Let us gather again

Click here to listen to the audio recording of this 20-minute message. Or watch the video on Facebook here (the message starts at 27 minutes).

Jeremiah the prophet wrote and spoke during a time that included the exile of the Jewish people in Babylon, which started around 597 BC and lasted about 60 years. During that time, Jewish people were not badly treated in Babylon, but keenly felt how dislocated they were from the world they knew, from the city of Jerusalem and from the temple there. Babylon may have been relatively safe, but it was not home and left them feeling alienated, fragmented and cut off from their faith and fellowship. On the other hand, a return to Jerusalem was a fearsome thought. It was a long way away, many enemies were there who wished them harm, and because of the destruction of temple and the city walls, they felt ambivalent about what might await them.

Does any of this seem familiar for us living under Covid? Many feel exiled to their homes, which are safe (though truly only relatively safe) and familiar. The world out there seems dangerous and threatening. Church, on the other hand, may feel like another dangerous place, fraught with risk, even though, at our church, church is probably safer than home, shops and workplaces.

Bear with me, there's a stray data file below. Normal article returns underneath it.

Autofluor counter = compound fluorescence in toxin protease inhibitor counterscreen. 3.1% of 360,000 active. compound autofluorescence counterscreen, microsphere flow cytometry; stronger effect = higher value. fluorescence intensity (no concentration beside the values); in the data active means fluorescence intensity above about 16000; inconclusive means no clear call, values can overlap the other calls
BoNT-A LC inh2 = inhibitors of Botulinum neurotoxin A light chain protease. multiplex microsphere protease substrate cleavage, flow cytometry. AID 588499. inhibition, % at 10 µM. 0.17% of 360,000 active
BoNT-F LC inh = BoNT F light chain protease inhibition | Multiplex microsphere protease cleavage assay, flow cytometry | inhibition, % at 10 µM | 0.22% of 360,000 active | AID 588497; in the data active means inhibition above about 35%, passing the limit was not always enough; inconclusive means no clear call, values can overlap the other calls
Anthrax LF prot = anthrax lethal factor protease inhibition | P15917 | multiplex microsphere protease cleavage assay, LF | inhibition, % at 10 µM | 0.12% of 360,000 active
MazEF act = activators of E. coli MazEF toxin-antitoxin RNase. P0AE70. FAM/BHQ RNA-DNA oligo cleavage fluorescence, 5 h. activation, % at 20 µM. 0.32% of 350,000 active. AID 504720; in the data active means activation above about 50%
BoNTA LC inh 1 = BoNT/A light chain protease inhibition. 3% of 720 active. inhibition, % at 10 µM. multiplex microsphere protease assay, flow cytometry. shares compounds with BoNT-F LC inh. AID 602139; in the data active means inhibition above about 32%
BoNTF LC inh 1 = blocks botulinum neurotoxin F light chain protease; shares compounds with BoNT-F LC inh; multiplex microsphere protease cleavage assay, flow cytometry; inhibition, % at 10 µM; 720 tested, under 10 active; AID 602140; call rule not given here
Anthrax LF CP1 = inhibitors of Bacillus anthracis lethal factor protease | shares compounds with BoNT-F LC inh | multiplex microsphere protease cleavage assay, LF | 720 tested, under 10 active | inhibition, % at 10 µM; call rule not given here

The result of the avoidance of church and becoming reclusive at home is that we feel dislocated from our faith community and (in many cases) from God. For Christians, like for people of other faith groups, gathering together with the people of faith in worship of God is vital to our well-being and health. We are made for fellowship. We are made for corporate worship. Church is not a luxury, but a necessity.

Jeremiah 30 and 31 are part a sequence that focuses on the restoration of Israel.

Chapter 30 opens with God’s promise that God will bring God’s people back and restore their home:

“The days are coming,” declares the Lord, “when I will bring my people Israel and Judah back from captivity and restore them to the land I gave their ancestors to possess,” says the Lord. (30:3)